The SAP Cloud SDK sets all mandatory headers by default. To set additional headers or change the default values used in the headers, use the addCustomHeaders() method. You can pass an object, where the key is the name of the header and the value, well the value.

apikey: 'my-api-key'

Custom headers take precedence over default headers. The example above can be used to execute requests against the sandbox systems of the SAP Business Accelerator Hub.

Setting a Custom Request Configuration

By default, the SAP Cloud SDK uses axios as an HTTP client for executing requests. The SAP Cloud SDK derives and configures most request options including url, headers, etc. You can provide a custom request configuration to pass additional options to axios. The example below demonstrates how to configure the response data type, typically used when downloading a file from an endpoint.

.addCustomRequestConfiguration({ responseType: 'arraybuffer' });

To ensure API consistency, the SAP Cloud SDK does not allow overriding the following options:

  • url
  • baseURL
  • data
  • headers
  • params

Setting Middlewares

You can specify middlewares for a request via the middleware() method on the request builder:


The method accepts variable number of single elements as well as arrays. Middleware is a general concept used to add arbitrary enhancements to the request. A typical use case is to also add resilience to requests.

Getting a Raw Response

In addition to the execute() method, you can execute a request using the executeRaw() method. It returns an HttpResponse instance, which contains the following properties:

  • status: the status code of the response
  • headers: the response headers
  • data: the response body
  • request: the original request


const httpResponse: HttpResponse = MyEntity.requestBuilder()

Typical cases, where you might need to use the executeRaw() method are:

  • You need additional information about the response, like the status code or response headers.
  • You need additional information about the request, like payload, method, or request headers.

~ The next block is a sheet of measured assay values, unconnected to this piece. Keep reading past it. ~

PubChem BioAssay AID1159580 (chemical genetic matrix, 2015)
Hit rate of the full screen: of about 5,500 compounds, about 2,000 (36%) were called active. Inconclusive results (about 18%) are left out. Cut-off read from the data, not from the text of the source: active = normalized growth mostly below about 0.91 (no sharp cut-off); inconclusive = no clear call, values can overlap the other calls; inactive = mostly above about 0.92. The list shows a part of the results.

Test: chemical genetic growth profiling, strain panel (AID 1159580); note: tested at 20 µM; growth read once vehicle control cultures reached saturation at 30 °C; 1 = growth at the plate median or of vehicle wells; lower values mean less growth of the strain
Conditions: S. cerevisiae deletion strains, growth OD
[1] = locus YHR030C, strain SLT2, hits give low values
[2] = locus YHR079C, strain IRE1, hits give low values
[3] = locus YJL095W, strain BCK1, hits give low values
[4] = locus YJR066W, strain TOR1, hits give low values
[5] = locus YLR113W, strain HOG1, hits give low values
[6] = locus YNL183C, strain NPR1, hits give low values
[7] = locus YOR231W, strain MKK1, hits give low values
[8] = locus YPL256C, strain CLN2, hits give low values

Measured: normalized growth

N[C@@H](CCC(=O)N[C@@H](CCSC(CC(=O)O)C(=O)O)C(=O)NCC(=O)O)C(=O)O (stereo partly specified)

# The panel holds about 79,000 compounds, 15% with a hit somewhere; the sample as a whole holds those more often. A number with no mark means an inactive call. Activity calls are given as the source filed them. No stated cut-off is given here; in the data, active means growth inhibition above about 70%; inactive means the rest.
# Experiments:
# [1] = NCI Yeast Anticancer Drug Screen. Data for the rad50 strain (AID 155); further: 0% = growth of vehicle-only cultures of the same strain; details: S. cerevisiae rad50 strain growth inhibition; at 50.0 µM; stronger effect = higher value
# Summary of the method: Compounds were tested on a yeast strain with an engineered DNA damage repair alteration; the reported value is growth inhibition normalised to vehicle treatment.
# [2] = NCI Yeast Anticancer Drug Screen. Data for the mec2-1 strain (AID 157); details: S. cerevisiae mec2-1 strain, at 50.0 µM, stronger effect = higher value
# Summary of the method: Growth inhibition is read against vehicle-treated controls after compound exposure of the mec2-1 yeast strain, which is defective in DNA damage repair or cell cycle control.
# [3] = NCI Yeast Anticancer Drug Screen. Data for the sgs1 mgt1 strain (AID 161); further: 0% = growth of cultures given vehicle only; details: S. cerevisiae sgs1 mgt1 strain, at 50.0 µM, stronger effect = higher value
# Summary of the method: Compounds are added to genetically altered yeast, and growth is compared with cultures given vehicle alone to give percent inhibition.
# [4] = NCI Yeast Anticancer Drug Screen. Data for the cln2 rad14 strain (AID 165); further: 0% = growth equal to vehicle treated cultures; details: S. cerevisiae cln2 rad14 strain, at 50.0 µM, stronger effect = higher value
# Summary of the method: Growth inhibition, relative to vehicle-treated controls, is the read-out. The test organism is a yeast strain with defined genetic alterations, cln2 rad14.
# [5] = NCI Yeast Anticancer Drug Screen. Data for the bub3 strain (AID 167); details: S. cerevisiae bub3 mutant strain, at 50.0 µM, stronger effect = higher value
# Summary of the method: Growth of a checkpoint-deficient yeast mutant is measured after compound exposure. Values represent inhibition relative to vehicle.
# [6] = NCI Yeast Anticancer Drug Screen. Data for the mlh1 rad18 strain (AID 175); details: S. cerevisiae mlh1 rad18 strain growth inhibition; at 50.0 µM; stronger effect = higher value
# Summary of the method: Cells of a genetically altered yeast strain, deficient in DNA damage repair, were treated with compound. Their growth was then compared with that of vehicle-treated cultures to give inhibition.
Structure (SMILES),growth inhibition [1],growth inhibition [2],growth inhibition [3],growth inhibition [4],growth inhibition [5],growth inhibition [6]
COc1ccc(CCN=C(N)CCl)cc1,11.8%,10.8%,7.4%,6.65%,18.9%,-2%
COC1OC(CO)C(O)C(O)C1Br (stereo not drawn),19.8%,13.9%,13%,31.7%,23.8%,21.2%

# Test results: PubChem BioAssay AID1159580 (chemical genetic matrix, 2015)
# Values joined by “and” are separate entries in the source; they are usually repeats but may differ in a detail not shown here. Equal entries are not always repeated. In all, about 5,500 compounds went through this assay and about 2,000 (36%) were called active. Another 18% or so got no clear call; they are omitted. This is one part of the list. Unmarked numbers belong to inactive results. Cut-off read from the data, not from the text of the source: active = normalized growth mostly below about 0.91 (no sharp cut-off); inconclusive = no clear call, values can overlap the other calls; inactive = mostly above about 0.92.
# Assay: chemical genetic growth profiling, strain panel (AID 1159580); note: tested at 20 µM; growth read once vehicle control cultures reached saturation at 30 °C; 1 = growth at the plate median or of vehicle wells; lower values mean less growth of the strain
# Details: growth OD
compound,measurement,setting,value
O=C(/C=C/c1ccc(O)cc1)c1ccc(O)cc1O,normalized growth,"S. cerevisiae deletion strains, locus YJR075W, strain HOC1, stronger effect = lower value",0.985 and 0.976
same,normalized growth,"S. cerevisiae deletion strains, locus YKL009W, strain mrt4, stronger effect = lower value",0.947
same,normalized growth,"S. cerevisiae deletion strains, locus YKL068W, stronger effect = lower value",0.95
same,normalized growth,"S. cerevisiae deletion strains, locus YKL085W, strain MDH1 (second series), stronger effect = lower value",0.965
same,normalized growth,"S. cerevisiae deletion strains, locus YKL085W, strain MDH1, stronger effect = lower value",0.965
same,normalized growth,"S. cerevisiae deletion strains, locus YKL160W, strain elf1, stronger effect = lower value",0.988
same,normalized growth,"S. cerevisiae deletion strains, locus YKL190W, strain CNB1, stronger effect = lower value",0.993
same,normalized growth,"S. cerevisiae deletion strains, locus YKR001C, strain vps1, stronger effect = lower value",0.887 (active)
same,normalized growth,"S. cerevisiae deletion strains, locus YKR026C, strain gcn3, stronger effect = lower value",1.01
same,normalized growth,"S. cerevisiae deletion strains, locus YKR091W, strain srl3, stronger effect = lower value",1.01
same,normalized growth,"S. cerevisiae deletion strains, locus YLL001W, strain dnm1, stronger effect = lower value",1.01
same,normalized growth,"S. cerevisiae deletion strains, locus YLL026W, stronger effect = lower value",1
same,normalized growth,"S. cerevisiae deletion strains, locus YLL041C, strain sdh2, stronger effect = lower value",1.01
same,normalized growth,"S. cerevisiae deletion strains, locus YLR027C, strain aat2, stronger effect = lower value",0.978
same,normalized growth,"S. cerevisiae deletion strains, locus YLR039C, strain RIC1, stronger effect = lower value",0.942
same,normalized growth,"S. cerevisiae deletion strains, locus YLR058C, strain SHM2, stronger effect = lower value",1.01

• The execute() method is omitted in some request builders because the response data cannot be deserialized by the request builder.
  • Debugging purposes.

Handling of Cross-Site Request Forgery Tokens

To create, update, and delete requests the SAP Cloud SDK will try to send a CSRF token. Upon execution, the request will try to fetch a token first before issuing the create request. Many services require this behavior for security reasons. However, the create request will be made without a CSRF token if none could be obtained.

Skip CSRF Token Handling

For some services, the CSRF token is not required even for non-GET requests. Therefore, skipping to fetch the CSRF token makes sense as a performance improvement. You can disable the CSRF token request by using the skipCsrfTokenFetching() method like below:

const responseData = await MyApi.myFunction()

Custom CSRF Token Handling

If you need to adjust the way CSRF tokens are fetched, you can do so by using middlewares:

  • Disable the token fetching to deactivate the default code.
  • Add a middleware to include your custom token fetching.

The SAP Cloud SDK offers a csrf middleware which allows to configure some basic options:

  • method The HTTP method used to get a token
  • URL The URL which is called to retrieve a token
  • middleware Middlewares used for the token retrieval request
const responseData = await MyApi.myFunction()
.middleware([csrf({ url: '' })])